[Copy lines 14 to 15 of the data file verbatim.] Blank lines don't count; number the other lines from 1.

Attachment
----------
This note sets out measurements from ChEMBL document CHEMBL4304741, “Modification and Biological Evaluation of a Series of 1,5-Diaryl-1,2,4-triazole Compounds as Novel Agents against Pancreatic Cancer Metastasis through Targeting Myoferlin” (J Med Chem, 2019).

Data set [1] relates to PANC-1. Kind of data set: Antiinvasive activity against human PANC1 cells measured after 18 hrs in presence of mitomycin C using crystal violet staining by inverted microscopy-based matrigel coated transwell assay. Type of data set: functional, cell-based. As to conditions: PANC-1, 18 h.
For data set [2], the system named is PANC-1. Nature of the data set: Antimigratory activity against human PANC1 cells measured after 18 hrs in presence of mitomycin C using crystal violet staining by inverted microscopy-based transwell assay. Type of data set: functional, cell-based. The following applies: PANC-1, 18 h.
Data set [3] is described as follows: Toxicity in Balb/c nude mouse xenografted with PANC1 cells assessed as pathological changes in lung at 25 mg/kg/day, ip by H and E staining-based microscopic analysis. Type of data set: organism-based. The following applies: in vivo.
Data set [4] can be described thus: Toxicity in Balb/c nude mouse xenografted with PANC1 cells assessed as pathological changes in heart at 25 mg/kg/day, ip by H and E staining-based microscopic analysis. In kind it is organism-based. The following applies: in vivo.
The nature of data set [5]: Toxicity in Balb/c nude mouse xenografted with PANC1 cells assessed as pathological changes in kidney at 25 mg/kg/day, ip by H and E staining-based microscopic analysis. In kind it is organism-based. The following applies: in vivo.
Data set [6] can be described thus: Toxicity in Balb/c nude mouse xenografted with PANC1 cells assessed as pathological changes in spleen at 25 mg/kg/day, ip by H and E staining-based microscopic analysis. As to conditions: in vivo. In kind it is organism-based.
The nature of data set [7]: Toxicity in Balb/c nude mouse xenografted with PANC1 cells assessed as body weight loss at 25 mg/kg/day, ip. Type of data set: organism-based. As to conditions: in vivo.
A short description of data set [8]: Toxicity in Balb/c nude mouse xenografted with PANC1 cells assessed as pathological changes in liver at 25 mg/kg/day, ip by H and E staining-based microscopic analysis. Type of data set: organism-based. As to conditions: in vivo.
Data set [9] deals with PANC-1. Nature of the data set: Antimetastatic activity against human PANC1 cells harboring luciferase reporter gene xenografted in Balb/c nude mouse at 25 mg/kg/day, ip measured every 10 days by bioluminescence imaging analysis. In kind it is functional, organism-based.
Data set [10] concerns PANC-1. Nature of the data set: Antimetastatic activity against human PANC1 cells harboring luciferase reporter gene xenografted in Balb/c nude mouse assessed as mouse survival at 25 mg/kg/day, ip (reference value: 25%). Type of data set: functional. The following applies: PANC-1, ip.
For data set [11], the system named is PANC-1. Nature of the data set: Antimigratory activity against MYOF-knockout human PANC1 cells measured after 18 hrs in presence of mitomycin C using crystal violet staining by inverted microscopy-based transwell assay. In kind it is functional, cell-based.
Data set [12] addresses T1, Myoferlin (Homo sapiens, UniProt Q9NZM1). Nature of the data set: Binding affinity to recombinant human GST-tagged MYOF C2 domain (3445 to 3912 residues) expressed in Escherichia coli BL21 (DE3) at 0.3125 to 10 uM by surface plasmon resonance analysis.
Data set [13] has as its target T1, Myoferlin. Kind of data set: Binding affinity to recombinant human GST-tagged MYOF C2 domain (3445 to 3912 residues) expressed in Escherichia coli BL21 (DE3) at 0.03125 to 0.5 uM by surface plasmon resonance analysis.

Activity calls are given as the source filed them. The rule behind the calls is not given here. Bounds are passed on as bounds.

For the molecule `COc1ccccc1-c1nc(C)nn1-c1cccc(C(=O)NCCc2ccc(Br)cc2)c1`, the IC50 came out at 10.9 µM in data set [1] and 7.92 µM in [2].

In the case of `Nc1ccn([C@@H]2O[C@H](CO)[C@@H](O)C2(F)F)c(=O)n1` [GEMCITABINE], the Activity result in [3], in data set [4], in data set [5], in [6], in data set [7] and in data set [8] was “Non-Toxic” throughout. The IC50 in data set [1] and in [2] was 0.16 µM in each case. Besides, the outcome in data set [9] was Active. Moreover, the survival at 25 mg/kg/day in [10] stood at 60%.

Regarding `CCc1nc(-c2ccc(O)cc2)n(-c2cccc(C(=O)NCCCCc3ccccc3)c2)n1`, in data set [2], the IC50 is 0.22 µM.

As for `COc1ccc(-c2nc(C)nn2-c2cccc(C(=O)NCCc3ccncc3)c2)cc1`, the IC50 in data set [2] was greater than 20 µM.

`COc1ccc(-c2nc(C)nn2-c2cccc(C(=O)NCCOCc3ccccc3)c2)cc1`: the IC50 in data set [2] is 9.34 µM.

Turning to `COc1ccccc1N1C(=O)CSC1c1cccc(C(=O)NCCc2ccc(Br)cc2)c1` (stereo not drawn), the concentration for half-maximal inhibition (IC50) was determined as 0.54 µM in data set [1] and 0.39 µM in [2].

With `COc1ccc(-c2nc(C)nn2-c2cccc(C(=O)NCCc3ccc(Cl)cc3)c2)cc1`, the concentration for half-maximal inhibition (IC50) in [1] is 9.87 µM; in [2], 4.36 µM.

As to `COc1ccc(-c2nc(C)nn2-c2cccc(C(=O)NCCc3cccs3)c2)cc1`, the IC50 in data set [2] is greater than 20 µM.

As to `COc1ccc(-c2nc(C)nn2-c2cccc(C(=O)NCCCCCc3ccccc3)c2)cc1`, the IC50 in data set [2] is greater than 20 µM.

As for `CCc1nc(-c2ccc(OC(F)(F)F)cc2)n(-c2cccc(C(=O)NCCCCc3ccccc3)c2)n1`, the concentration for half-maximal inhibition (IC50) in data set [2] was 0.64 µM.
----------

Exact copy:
Data set [13] has as its target T1, Myoferlin. Kind of data set: Binding affinity to recombinant human GST-tagged MYOF C2 domain (3445 to 3912 residues) expressed in Escherichia coli BL21 (DE3) at 0.03125 to 0.5 uM by surface plasmon resonance analysis.

Activity calls are given as the source filed them. The rule behind the calls is not given here. Bounds are passed on as bounds.